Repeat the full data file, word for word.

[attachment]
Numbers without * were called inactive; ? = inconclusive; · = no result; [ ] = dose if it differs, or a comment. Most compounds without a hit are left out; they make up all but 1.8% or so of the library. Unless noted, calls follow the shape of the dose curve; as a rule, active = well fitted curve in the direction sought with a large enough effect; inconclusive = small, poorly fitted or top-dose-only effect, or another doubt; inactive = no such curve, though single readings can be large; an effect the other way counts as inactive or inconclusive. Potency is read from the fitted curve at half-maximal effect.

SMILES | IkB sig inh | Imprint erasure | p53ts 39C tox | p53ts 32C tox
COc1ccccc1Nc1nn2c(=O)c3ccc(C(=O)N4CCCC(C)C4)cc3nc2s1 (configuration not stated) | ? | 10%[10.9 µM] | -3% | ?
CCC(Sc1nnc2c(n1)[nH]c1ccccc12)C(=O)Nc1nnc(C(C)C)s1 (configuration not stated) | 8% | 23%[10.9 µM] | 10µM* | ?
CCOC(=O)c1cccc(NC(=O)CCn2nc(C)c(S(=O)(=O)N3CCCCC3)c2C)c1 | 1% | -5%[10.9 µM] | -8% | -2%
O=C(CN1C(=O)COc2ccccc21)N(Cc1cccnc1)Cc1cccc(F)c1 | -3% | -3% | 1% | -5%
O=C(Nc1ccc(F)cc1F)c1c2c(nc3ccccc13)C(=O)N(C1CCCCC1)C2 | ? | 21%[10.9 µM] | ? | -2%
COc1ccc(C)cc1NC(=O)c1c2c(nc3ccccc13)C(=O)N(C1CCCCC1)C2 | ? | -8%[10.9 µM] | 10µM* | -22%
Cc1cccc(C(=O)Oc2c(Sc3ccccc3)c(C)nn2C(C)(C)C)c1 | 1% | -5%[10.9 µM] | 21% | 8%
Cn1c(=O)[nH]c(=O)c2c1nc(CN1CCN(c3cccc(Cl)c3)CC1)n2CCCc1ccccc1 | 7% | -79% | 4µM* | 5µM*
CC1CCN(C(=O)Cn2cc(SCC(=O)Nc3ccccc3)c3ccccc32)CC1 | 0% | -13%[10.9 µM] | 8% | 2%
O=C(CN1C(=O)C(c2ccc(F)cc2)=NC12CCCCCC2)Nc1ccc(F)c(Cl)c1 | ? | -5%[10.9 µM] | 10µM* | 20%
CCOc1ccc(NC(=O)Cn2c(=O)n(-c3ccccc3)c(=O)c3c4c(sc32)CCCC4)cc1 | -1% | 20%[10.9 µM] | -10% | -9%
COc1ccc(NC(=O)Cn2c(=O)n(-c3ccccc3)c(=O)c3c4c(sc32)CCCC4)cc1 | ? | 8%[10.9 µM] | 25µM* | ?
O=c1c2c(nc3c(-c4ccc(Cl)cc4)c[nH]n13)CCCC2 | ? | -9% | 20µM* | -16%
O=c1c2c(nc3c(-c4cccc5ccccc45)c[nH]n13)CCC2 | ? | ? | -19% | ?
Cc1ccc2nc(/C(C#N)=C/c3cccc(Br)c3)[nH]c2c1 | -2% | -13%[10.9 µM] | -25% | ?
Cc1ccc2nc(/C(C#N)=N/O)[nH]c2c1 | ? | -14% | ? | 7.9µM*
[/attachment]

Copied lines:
Numbers without * were called inactive; ? = inconclusive; · = no result; [ ] = dose if it differs, or a comment. Most compounds without a hit are left out; they make up all but 1.8% or so of the library. Unless noted, calls follow the shape of the dose curve; as a rule, active = well fitted curve in the direction sought with a large enough effect; inconclusive = small, poorly fitted or top-dose-only effect, or another doubt; inactive = no such curve, though single readings can be large; an effect the other way counts as inactive or inconclusive. Potency is read from the fitted curve at half-maximal effect.

SMILES | IkB sig inh | Imprint erasure | p53ts 39C tox | p53ts 32C tox
COc1ccccc1Nc1nn2c(=O)c3ccc(C(=O)N4CCCC(C)C4)cc3nc2s1 (configuration not stated) | ? | 10%[10.9 µM] | -3% | ?
CCC(Sc1nnc2c(n1)[nH]c1ccccc12)C(=O)Nc1nnc(C(C)C)s1 (configuration not stated) | 8% | 23%[10.9 µM] | 10µM* | ?
CCOC(=O)c1cccc(NC(=O)CCn2nc(C)c(S(=O)(=O)N3CCCCC3)c2C)c1 | 1% | -5%[10.9 µM] | -8% | -2%
O=C(CN1C(=O)COc2ccccc21)N(Cc1cccnc1)Cc1cccc(F)c1 | -3% | -3% | 1% | -5%
O=C(Nc1ccc(F)cc1F)c1c2c(nc3ccccc13)C(=O)N(C1CCCCC1)C2 | ? | 21%[10.9 µM] | ? | -2%
COc1ccc(C)cc1NC(=O)c1c2c(nc3ccccc13)C(=O)N(C1CCCCC1)C2 | ? | -8%[10.9 µM] | 10µM* | -22%
Cc1cccc(C(=O)Oc2c(Sc3ccccc3)c(C)nn2C(C)(C)C)c1 | 1% | -5%[10.9 µM] | 21% | 8%
Cn1c(=O)[nH]c(=O)c2c1nc(CN1CCN(c3cccc(Cl)c3)CC1)n2CCCc1ccccc1 | 7% | -79% | 4µM* | 5µM*
CC1CCN(C(=O)Cn2cc(SCC(=O)Nc3ccccc3)c3ccccc32)CC1 | 0% | -13%[10.9 µM] | 8% | 2%
O=C(CN1C(=O)C(c2ccc(F)cc2)=NC12CCCCCC2)Nc1ccc(F)c(Cl)c1 | ? | -5%[10.9 µM] | 10µM* | 20%
CCOc1ccc(NC(=O)Cn2c(=O)n(-c3ccccc3)c(=O)c3c4c(sc32)CCCC4)cc1 | -1% | 20%[10.9 µM] | -10% | -9%
COc1ccc(NC(=O)Cn2c(=O)n(-c3ccccc3)c(=O)c3c4c(sc32)CCCC4)cc1 | ? | 8%[10.9 µM] | 25µM* | ?
O=c1c2c(nc3c(-c4ccc(Cl)cc4)c[nH]n13)CCCC2 | ? | -9% | 20µM* | -16%
O=c1c2c(nc3c(-c4cccc5ccccc45)c[nH]n13)CCC2 | ? | ? | -19% | ?
Cc1ccc2nc(/C(C#N)=C/c3cccc(Br)c3)[nH]c2c1 | -2% | -13%[10.9 µM] | -25% | ?
Cc1ccc2nc(/C(C#N)=N/O)[nH]c2c1 | ? | -14% | ? | 7.9µM*